I may be a little bit distracted. I went into the kitchen to make a quick cup of coffee while I pondered the most recent in a series of unfortunate events. When I heard the plunk of a K-cup instead of the hiss of brewed coffee landing in my cup, I brought my full attention to the task at hand.
“Not really paying attention, are we?” I asked. We being just me, I answered. “Nope, afraid not.”
I looked at the situation from the point of view of someone who did not know me well, really well. “Early onset Alzheimer’s?” they might ask. (Not that early if truth be told.) No, I didn’t forget how to make coffee, I just went kind of autopilot, but sent the K-cup in the wrong direction.
Going in the wrong way is definitely not a new thing. For one, I was born devoid of a sense of direction. Case in point: Once, at a restaurant, I walked out of the ladies’ room straight into the men’s room because it seemed like that was the right direction. The inhabitants quickly assured me it was not.
More pertinent, though, is the fact that if I am distracted, my body takes over and does things without consulting my mind. To illustrate this, I will mention some of the many places I have visited –accidentally. My sister and I and our kids used to go on vacation together. We once went to Arkansas to see Graceland. Another time, we were headed to Trenton, N. J. to see the Liberty Bell. We spent a long time on the loop around Washington, D.C., calling out, “Kids, Washington Monument,” each time was passed that venerable edifice. (Think Chevy Chase in “European Vacation. ” If you haven’t seen it, watch it so you will understand.) We regularly missed exits because we were talking and, thus, distracted. We did eventually see the Liberty Bell and Graceland, but we saw more of the country in route than we intended.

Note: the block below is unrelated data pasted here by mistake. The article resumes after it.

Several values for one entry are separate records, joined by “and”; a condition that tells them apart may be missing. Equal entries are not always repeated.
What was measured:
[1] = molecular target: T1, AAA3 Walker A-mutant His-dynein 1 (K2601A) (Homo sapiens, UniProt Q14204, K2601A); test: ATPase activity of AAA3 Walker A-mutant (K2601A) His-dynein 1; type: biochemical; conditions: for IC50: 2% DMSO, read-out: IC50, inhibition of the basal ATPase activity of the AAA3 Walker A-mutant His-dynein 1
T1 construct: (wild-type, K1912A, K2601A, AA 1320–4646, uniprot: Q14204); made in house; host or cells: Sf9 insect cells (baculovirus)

But this goes deeper than missing an exit. I can remember losing an entire cup of fresh coffee when I was attending college, a single mom in my early 30s. After looking in every room, I finally gave up and went on to class, completely perplexed and with no coffee. A month later, I found the cup — now topped with a green furry layer of yuck – on a shelf in the coat closet. I immediately remembered exactly what had happened. I had taken a sip of coffee, then thought about my camera for photography class, went in the closet, absentmindedly set the cup down, got the camera, walked out to put it with my books, then went to finish getting ready for the day. Sometime in that process, I thought about my coffee and started the search.
Long before that, as a teenager, I would do things like forget I was making a sandwich and start sweeping the kitchen. Of course, I was in the throes of puppy love at the time, which is almost the definition of distracted.
Looking at all this, I realized that with my history, we really won’t know when or if to worry about Alzheimer’s. One coffee pod dropped into a cup instead of the Keurig machine is really no indication of trouble on the horizon.
I went to take a shower, pondering this, but with no great concern. As I was rinsing, I noted the peppermint smell in the air and realized I had just taken my entire shower with shampoo instead of body wash. Distracted? Alzheimer’s? Oh well, either way, I’ll probably be the best smelling resident of the home!